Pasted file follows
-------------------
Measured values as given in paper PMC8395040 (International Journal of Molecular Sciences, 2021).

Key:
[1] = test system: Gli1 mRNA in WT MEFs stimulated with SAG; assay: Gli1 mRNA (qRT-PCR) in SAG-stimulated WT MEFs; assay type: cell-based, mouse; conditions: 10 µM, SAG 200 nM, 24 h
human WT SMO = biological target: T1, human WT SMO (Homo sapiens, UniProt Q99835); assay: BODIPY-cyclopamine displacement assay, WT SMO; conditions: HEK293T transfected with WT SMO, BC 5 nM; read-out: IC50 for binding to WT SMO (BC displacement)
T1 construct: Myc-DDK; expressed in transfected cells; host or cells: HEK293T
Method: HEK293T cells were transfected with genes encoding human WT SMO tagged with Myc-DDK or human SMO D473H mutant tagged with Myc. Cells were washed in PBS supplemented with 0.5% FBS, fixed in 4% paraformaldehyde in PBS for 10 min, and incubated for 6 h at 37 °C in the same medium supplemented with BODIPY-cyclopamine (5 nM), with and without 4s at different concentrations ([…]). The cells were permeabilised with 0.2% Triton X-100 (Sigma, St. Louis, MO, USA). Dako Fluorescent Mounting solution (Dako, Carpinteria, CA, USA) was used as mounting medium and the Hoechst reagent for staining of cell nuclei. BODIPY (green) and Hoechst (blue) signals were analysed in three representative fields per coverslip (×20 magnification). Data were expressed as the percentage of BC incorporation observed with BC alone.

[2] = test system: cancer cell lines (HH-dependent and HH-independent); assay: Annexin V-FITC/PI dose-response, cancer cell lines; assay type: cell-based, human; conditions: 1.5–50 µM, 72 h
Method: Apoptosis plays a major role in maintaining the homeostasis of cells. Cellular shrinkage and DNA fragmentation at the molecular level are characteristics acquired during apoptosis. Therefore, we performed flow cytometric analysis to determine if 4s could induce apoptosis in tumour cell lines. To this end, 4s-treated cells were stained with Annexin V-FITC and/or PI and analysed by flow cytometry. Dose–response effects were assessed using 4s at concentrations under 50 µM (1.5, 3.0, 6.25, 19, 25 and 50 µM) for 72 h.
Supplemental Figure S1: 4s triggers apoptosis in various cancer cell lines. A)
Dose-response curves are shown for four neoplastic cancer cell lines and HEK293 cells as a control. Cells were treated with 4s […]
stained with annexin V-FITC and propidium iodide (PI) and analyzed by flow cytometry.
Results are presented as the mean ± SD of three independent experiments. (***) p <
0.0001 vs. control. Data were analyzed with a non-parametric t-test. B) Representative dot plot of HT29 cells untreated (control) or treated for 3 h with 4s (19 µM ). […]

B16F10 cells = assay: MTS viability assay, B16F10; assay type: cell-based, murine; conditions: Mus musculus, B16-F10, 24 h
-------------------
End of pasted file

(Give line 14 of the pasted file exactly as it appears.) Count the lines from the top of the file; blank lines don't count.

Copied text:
B16F10 cells = assay: MTS viability assay, B16F10; assay type: cell-based, murine; conditions: Mus musculus, B16-F10, 24 h